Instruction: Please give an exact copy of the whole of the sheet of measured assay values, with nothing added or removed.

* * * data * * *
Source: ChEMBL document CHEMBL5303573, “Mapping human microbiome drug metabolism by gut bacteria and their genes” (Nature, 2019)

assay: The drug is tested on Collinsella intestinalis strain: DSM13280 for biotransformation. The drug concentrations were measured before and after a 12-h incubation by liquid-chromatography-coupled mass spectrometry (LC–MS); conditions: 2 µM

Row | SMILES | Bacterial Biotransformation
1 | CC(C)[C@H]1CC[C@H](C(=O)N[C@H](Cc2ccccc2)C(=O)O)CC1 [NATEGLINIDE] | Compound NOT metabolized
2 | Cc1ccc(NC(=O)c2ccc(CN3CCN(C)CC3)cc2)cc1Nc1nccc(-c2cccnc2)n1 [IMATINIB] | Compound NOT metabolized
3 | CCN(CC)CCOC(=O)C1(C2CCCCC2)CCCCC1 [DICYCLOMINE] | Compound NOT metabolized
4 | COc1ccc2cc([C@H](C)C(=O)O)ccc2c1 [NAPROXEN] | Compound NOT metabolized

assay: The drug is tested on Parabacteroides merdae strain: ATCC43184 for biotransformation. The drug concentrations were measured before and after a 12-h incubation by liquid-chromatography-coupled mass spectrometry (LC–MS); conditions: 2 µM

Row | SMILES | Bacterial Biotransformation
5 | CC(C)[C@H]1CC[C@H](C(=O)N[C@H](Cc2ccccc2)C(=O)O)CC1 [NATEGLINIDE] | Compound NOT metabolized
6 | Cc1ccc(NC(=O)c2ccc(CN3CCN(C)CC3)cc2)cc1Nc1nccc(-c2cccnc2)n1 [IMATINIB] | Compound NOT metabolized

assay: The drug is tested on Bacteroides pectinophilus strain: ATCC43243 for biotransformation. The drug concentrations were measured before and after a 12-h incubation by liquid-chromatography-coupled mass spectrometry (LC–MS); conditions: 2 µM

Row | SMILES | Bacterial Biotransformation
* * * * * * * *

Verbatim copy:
Source: ChEMBL document CHEMBL5303573, “Mapping human microbiome drug metabolism by gut bacteria and their genes” (Nature, 2019)

assay: The drug is tested on Collinsella intestinalis strain: DSM13280 for biotransformation. The drug concentrations were measured before and after a 12-h incubation by liquid-chromatography-coupled mass spectrometry (LC–MS); conditions: 2 µM

Row | SMILES | Bacterial Biotransformation
1 | CC(C)[C@H]1CC[C@H](C(=O)N[C@H](Cc2ccccc2)C(=O)O)CC1 [NATEGLINIDE] | Compound NOT metabolized
2 | Cc1ccc(NC(=O)c2ccc(CN3CCN(C)CC3)cc2)cc1Nc1nccc(-c2cccnc2)n1 [IMATINIB] | Compound NOT metabolized
3 | CCN(CC)CCOC(=O)C1(C2CCCCC2)CCCCC1 [DICYCLOMINE] | Compound NOT metabolized
4 | COc1ccc2cc([C@H](C)C(=O)O)ccc2c1 [NAPROXEN] | Compound NOT metabolized

assay: The drug is tested on Parabacteroides merdae strain: ATCC43184 for biotransformation. The drug concentrations were measured before and after a 12-h incubation by liquid-chromatography-coupled mass spectrometry (LC–MS); conditions: 2 µM

Row | SMILES | Bacterial Biotransformation
5 | CC(C)[C@H]1CC[C@H](C(=O)N[C@H](Cc2ccccc2)C(=O)O)CC1 [NATEGLINIDE] | Compound NOT metabolized
6 | Cc1ccc(NC(=O)c2ccc(CN3CCN(C)CC3)cc2)cc1Nc1nccc(-c2cccnc2)n1 [IMATINIB] | Compound NOT metabolized

assay: The drug is tested on Bacteroides pectinophilus strain: ATCC43243 for biotransformation. The drug concentrations were measured before and after a 12-h incubation by liquid-chromatography-coupled mass spectrometry (LC–MS); conditions: 2 µM

Row | SMILES | Bacterial Biotransformation